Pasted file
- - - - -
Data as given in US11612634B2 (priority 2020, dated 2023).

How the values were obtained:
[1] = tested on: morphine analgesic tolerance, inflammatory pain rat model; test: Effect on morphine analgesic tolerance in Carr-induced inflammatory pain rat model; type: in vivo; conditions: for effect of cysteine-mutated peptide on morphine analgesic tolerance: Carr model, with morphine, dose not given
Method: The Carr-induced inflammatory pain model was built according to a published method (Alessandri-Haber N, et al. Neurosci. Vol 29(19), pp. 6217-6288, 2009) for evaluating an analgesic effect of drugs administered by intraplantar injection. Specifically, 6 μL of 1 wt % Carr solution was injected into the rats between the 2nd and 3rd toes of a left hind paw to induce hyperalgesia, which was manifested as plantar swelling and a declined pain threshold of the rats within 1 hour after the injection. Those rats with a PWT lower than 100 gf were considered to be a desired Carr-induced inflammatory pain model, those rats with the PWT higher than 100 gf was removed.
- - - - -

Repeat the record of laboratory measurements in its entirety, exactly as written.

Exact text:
Data as given in US11612634B2 (priority 2020, dated 2023).

How the values were obtained:
[1] = tested on: morphine analgesic tolerance, inflammatory pain rat model; test: Effect on morphine analgesic tolerance in Carr-induced inflammatory pain rat model; type: in vivo; conditions: for effect of cysteine-mutated peptide on morphine analgesic tolerance: Carr model, with morphine, dose not given
Method: The Carr-induced inflammatory pain model was built according to a published method (Alessandri-Haber N, et al. Neurosci. Vol 29(19), pp. 6217-6288, 2009) for evaluating an analgesic effect of drugs administered by intraplantar injection. Specifically, 6 μL of 1 wt % Carr solution was injected into the rats between the 2nd and 3rd toes of a left hind paw to induce hyperalgesia, which was manifested as plantar swelling and a declined pain threshold of the rats within 1 hour after the injection. Those rats with a PWT lower than 100 gf were considered to be a desired Carr-induced inflammatory pain model, those rats with the PWT higher than 100 gf was removed.